Open Youth: The Next Generation of OGP
This year, Croatia had the biggest number of searches on Google as a summer destination. Some of them (here we value quality over quantity) were searching for an elite training program for future world leaders – The Open Youth Academy.
Mission: to use PSI open data to create solutions for implementing SDGs in the local community
Location: Pula, Croatia
Execution: Information Comissioner of the Republic of Croatia, HR Open
Engaged: 25 Youth from 15 to 30 from Bosnia and Hercegovina, Croatia, France, Kosovo, Serbia, South Africa, United Kingdom
Mission Leaders: James Cattell (UK), Clémentine Désigaud (FRA), Jan Gondol (SK), Zoran Luša (CRO), Georges Labrèche (CAN, Kosovo), Tamara Puhovski (CRO), Miroslav Schlossberg (CRO), Kristijan Zimmer (CRO)
Unclassified information: http://academy.codeforcroatia.org/
Why should Youth be OpenYouth?
There are more young people in the world than ever before, some calculations conservatively put the number at 1.8. billion. At the same time, it is one of the most underrepresented groups in the decision-making process. Yet, with their enthusiasm, fresh ideas, and drive for change, they have unprecedented potential for economic and social progress. Not to imply that they have to earn the right at the table, they are also the group we are all working for and the group that will inherit our accomplishments as well as our failures. They are the only group that can guarantee the sustainability of what you are doing right now. If we educate and motivate the youth to EXPECT transparency, openness, and responsibility from their government, their governments and societies will not have an option not to do so.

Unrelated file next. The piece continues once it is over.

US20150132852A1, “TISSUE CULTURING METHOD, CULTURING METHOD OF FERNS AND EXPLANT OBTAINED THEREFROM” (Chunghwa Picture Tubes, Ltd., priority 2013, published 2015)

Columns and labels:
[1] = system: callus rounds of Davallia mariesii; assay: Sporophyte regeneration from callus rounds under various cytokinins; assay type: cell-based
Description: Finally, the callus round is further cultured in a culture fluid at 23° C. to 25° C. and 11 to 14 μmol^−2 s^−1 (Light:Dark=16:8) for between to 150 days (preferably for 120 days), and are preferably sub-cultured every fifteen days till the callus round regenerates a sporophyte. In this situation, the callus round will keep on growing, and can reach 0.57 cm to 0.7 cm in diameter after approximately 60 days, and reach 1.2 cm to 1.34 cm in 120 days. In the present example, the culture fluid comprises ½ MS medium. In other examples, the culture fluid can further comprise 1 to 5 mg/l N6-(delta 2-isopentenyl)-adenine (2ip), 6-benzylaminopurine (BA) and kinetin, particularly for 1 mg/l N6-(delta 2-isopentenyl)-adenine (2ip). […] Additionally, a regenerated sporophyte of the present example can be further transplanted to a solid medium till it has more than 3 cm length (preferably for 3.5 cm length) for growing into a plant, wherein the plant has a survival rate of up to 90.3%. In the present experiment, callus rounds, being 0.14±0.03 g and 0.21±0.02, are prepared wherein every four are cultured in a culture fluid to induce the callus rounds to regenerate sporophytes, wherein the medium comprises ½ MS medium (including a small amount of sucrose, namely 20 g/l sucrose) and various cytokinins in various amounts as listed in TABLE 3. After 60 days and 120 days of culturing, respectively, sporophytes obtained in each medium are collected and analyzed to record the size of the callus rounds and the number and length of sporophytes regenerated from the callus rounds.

Where was OpenYouth born and how is it developing?
Luckily, this is the second year in a row that OGP has realised the importance of youth. Acting as a partner and framework for organising the Open Youth Academy, OGP supports youth to be included in the movement, to be raised with firm values of transparency and openness, to have the tools to advocate and practice it, and to consider government and civil society a natural partnership. The Republic of Croatia is the initiator of the Open Youth Movement, the venue for the now annual Open Youth Academy, and its greatest advocate.
Could there be an OpenYouth Movement?
Yes. And not only could it exist, but it should exist. We should provide funds and framework for youth to advocate change in a way that is specific for this generation, to do it openly and digitally, to be challenged for creating apps, platforms and social innovation. To work locally and to be able to connect globally and support each other through the OGP network. Concretely we should:
Have a youth representative in the OGP Steering Committee
Update and sign the Open Youth Manifesto
Have an obligation or at least a race to the top of OGP member states to have youth clubs as affiliated members of OGP permanent forums
Financially and socially encourage Open Youth clubs around the world to monitor their governments through the OGP process, create OGP projects for their communities, interact and exchange ideas and knowledge with each other
Create an online OGP course and incentive for youth to take it
If you have thoughts on this, we will discuss the youth involvement in creating an open world at the OGP Summit in Paris on the OGP – the next generation session. Join us!